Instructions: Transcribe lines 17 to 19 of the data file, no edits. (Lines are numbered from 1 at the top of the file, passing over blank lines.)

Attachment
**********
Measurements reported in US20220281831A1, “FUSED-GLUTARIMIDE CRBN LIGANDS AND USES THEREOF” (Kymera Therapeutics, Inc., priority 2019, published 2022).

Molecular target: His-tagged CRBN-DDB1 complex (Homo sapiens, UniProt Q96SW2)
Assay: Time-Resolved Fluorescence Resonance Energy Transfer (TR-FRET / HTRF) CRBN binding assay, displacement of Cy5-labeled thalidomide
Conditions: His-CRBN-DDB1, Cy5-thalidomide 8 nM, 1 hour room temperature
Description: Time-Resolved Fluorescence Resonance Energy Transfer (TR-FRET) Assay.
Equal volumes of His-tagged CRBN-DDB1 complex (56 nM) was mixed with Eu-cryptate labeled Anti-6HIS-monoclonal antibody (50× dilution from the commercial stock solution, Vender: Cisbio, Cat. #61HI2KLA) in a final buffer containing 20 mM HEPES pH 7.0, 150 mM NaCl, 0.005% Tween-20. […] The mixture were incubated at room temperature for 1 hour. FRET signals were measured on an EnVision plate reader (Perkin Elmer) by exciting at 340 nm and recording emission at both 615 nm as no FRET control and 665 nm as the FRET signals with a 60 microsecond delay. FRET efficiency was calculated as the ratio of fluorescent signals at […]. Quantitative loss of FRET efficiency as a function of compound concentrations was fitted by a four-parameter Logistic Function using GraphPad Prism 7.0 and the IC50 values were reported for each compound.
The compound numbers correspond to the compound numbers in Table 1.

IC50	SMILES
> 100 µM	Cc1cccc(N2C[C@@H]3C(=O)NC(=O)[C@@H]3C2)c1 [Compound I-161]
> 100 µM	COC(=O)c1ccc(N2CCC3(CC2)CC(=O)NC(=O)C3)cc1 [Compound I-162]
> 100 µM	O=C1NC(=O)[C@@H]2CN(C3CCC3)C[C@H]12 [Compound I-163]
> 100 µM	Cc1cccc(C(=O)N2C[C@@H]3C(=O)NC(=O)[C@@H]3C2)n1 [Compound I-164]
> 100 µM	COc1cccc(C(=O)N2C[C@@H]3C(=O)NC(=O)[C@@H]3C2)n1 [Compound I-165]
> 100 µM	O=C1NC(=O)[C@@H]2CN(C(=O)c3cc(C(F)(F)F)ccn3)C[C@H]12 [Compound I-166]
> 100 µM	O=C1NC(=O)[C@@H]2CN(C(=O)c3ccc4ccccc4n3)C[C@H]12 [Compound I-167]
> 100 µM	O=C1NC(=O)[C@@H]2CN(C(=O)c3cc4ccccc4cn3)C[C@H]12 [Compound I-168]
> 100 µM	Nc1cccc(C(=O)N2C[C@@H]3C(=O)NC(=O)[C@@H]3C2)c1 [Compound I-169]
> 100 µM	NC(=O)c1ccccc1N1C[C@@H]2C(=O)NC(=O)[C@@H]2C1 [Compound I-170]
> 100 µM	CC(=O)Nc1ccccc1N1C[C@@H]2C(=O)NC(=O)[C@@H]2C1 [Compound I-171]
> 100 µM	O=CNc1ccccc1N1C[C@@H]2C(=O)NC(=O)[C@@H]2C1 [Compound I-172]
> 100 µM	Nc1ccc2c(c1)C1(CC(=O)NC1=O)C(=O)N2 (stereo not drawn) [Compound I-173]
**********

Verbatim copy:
> 100 µM	Nc1cccc(C(=O)N2C[C@@H]3C(=O)NC(=O)[C@@H]3C2)c1 [Compound I-169]
> 100 µM	NC(=O)c1ccccc1N1C[C@@H]2C(=O)NC(=O)[C@@H]2C1 [Compound I-170]
> 100 µM	CC(=O)Nc1ccccc1N1C[C@@H]2C(=O)NC(=O)[C@@H]2C1 [Compound I-171]